Alan's Reviews > The Mirage

The Mirage by Matt Ruff
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Aug 22, 12

Recommended to Alan by: The Ohio County Public Library in Wheeling, WV; subject matter and previous work
Recommended for: Blessèd peacemakers
Read in August, 2012, read count: 1

I've been reading a fair amount of heavy, serious literature lately—authors like Philip Roth, Lawrence Durrell and Alasdair Gray—so I thought I'd go back to something lighter for a change, like this novel... about 9/11/2001 and the ensuing War on Terror.

Or, rather, about 11/9/2001, the fateful day when a small group of fanatical Christian terrorists flew hijacked planes into Baghdad's twin Tigris and Euphrates skyscrapers, shaking the foundations of the sprawling Islamic republic known as the United Arab States, and sparking the invasion of North America by UAS liberators in 2003...

It's a high-concept role reversal, you see, a book whose elevator pitch could be on the level of Freaky Friday, but here turned into a fully-realized alternative universe. In this topsy-turvy world, for example, Israel is a central European state with its capital in Berlin, and Wikipedia has been replaced with the "Library of Alexandria," an online service curated by Muammar Gaddafi's technically-inclined nephew (although the Library's science-fictional roots go back much further than Jimmy Wales' brainchild, to John Brunner's The Shockwave Rider and Stand on Zanzibar, if not even earlier).

These role reversals are not always entirely plausible. There's no way that the same taxonomy of URLs—like libraryofalexandria.org—would have been developed by an Arabic-speaking culture. But they do generate plenty of wry chuckles:
"Even in cases of extraordinary rendition, where prisoners were shipped overseas to be questioned in a human-rights vacuum like Texas[...]" (p.65)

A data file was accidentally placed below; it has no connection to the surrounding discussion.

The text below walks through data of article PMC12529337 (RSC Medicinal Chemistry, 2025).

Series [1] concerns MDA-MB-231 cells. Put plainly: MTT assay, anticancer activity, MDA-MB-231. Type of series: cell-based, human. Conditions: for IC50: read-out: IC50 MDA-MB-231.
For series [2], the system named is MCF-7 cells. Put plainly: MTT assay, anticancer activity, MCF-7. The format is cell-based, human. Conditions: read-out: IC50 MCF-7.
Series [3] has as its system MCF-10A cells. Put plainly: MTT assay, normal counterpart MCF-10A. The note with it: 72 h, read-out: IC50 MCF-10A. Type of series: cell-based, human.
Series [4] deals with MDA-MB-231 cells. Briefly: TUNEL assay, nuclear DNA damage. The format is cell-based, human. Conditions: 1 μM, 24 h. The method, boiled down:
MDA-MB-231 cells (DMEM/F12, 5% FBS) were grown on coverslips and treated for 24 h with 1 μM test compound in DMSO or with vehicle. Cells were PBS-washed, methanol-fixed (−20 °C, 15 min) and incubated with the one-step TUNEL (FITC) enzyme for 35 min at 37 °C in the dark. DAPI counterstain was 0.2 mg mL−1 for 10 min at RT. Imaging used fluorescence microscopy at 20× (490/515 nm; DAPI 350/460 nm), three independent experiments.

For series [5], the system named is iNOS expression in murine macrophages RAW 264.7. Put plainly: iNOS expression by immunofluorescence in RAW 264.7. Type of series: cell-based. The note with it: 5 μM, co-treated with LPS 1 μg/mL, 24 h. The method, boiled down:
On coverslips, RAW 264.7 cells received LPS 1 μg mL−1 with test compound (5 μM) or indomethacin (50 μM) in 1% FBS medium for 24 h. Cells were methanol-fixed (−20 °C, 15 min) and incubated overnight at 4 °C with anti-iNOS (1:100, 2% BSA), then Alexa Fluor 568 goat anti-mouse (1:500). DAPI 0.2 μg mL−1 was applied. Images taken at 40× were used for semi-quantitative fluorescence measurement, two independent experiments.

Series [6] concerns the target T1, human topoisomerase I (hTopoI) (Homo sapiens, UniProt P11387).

Heh. It's funny, see, because in our universe Texas is... oh, wait.

Also—far too many public figures from our own history show up in roles similar to (or with only ironic differences from) our own. This is a common issue with alternate histories, of course, difficult to resist when an author wants to comment on our own universe. For the most part it did not detract significantly from my enjoyment of the story, and Ruff does eventually explain—within the context of the story—just why it is that there are so many parallels between the world of the Mirage and our own... but I balked (even in the midst of greater implausibilities) at seeing LBJ and JFK and even Leonard Nimoy show up in the roles they play here.

If that were all The Mirage turned out to be... well, it wouldn't have been much.


But you can trust Matt Ruff not to be that shallow. Every book of his is unique; not for him the grinding out of endless series. When Ruff does invent, rather than merely reflect, the result is sly and effective... the significance of "T.A.B." being one example. The opening scenes, in which the immediately likeable Arab Homeland Security agent Mustafa al Baghdadi has to take down a Methodist "homicide bomber" while bantering with his partner Amal bint Shamal, daughter of Baghdad's first female mayor, are as tautly written as any thriller. And, later, I felt chills when I read "Nous sommes tous Américains" (p.82) over al Baghdadi's shoulder.

There are a few spear-carriers, redshirts and cutouts assembled from news stories, to be sure, but Ruff's major characters are well-rounded individuals, whose warmth and wit carry the story forward as the situation in the UAS gets weirder. The Mirage turns out to be a serious work of speculative literature after all (not that I necessarily forgive you, Powell's, for retroactively reassigning all of Ruff's works from the skiffy ghetto to general literature upon the publication of this one sf novel).

"And if I swallow anything evil,
Put your finger down my throat..."
"Behind Blue Eyes," by The Who

In the end, the villains of The Mirage look much like our own crop of wicked princes. Ruff shows sympathy even for his devils, although he does not apologize for them—a phrase repeated more than once is that "A wicked prince in one world is a wicked prince in all[...]", and al Baghdadi's simple declaration to one of them is a moral directed as easily to our own universe's seemingly endless host of hijackers, homicide bombers and holy warriors:

Their lives are not yours to take.
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